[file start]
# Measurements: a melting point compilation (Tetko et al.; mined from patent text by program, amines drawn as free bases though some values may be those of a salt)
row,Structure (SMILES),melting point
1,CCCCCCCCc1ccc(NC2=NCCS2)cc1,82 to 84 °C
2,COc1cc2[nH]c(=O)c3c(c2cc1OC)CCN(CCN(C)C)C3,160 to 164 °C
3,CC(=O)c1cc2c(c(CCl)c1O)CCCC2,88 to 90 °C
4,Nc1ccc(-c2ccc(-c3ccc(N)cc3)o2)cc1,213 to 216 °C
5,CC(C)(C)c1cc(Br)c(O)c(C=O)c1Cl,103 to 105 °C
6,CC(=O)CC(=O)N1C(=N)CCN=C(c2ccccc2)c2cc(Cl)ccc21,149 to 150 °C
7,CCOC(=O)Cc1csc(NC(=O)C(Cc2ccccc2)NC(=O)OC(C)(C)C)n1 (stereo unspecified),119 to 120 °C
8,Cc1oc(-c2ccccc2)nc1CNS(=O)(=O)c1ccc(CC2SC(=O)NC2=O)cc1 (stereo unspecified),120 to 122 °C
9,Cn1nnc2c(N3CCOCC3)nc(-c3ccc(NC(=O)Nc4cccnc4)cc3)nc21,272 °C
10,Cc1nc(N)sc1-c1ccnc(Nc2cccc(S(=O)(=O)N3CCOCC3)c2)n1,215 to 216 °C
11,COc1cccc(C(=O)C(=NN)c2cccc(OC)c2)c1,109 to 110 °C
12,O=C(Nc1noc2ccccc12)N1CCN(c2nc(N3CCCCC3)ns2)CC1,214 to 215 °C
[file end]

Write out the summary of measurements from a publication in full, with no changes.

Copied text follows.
# Measurements: a melting point compilation (Tetko et al.; mined from patent text by program, amines drawn as free bases though some values may be those of a salt)
row,Structure (SMILES),melting point
1,CCCCCCCCc1ccc(NC2=NCCS2)cc1,82 to 84 °C
2,COc1cc2[nH]c(=O)c3c(c2cc1OC)CCN(CCN(C)C)C3,160 to 164 °C
3,CC(=O)c1cc2c(c(CCl)c1O)CCCC2,88 to 90 °C
4,Nc1ccc(-c2ccc(-c3ccc(N)cc3)o2)cc1,213 to 216 °C
5,CC(C)(C)c1cc(Br)c(O)c(C=O)c1Cl,103 to 105 °C
6,CC(=O)CC(=O)N1C(=N)CCN=C(c2ccccc2)c2cc(Cl)ccc21,149 to 150 °C
7,CCOC(=O)Cc1csc(NC(=O)C(Cc2ccccc2)NC(=O)OC(C)(C)C)n1 (stereo unspecified),119 to 120 °C
8,Cc1oc(-c2ccccc2)nc1CNS(=O)(=O)c1ccc(CC2SC(=O)NC2=O)cc1 (stereo unspecified),120 to 122 °C
9,Cn1nnc2c(N3CCOCC3)nc(-c3ccc(NC(=O)Nc4cccnc4)cc3)nc21,272 °C
10,Cc1nc(N)sc1-c1ccnc(Nc2cccc(S(=O)(=O)N3CCOCC3)c2)n1,215 to 216 °C
11,COc1cccc(C(=O)C(=NN)c2cccc(OC)c2)c1,109 to 110 °C
12,O=C(Nc1noc2ccccc12)N1CCN(c2nc(N3CCCCC3)ns2)CC1,214 to 215 °C